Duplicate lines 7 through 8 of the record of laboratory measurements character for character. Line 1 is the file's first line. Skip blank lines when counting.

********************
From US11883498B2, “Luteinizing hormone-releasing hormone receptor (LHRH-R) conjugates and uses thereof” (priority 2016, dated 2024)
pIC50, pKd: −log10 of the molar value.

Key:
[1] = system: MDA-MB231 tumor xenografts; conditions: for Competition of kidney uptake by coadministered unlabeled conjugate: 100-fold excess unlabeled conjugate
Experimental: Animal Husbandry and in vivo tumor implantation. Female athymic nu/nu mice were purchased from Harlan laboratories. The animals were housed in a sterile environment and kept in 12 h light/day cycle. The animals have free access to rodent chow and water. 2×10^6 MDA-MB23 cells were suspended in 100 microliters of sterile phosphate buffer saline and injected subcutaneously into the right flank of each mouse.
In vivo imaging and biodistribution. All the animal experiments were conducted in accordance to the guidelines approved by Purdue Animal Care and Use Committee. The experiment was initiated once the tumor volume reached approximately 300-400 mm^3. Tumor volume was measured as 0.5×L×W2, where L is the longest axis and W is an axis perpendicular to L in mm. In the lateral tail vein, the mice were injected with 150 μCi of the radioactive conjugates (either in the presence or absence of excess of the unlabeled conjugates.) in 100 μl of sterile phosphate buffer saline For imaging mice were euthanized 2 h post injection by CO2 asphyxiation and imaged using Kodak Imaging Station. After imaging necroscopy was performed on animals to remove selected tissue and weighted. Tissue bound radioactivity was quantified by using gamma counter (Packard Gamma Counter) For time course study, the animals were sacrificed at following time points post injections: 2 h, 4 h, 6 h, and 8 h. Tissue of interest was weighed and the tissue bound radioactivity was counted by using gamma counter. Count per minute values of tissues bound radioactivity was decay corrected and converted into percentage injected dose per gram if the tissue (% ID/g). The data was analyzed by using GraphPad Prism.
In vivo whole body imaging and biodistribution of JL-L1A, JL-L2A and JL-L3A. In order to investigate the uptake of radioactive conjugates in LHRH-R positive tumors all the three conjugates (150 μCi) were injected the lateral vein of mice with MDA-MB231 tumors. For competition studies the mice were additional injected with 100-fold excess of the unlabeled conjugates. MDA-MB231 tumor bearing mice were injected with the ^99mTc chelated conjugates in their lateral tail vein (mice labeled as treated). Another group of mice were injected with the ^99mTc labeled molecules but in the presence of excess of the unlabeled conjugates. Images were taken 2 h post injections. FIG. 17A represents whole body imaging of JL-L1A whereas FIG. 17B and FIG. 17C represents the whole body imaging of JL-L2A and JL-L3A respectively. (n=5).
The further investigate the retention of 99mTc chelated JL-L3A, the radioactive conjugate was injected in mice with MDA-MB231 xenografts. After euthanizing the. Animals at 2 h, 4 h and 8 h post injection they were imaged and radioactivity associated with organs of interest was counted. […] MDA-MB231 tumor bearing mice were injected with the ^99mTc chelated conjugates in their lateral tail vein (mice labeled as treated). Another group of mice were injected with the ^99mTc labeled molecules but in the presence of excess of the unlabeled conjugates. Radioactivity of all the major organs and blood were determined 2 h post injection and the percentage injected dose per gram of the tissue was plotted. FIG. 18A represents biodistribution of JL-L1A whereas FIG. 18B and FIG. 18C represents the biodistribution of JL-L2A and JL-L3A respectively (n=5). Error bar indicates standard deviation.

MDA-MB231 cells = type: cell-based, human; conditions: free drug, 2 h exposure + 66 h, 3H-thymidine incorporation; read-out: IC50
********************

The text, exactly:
In vivo whole body imaging and biodistribution of JL-L1A, JL-L2A and JL-L3A. In order to investigate the uptake of radioactive conjugates in LHRH-R positive tumors all the three conjugates (150 μCi) were injected the lateral vein of mice with MDA-MB231 tumors. For competition studies the mice were additional injected with 100-fold excess of the unlabeled conjugates. MDA-MB231 tumor bearing mice were injected with the ^99mTc chelated conjugates in their lateral tail vein (mice labeled as treated). Another group of mice were injected with the ^99mTc labeled molecules but in the presence of excess of the unlabeled conjugates. Images were taken 2 h post injections. FIG. 17A represents whole body imaging of JL-L1A whereas FIG. 17B and FIG. 17C represents the whole body imaging of JL-L2A and JL-L3A respectively. (n=5).
The further investigate the retention of 99mTc chelated JL-L3A, the radioactive conjugate was injected in mice with MDA-MB231 xenografts. After euthanizing the. Animals at 2 h, 4 h and 8 h post injection they were imaged and radioactivity associated with organs of interest was counted. […] MDA-MB231 tumor bearing mice were injected with the ^99mTc chelated conjugates in their lateral tail vein (mice labeled as treated). Another group of mice were injected with the ^99mTc labeled molecules but in the presence of excess of the unlabeled conjugates. Radioactivity of all the major organs and blood were determined 2 h post injection and the percentage injected dose per gram of the tissue was plotted. FIG. 18A represents biodistribution of JL-L1A whereas FIG. 18B and FIG. 18C represents the biodistribution of JL-L2A and JL-L3A respectively (n=5). Error bar indicates standard deviation.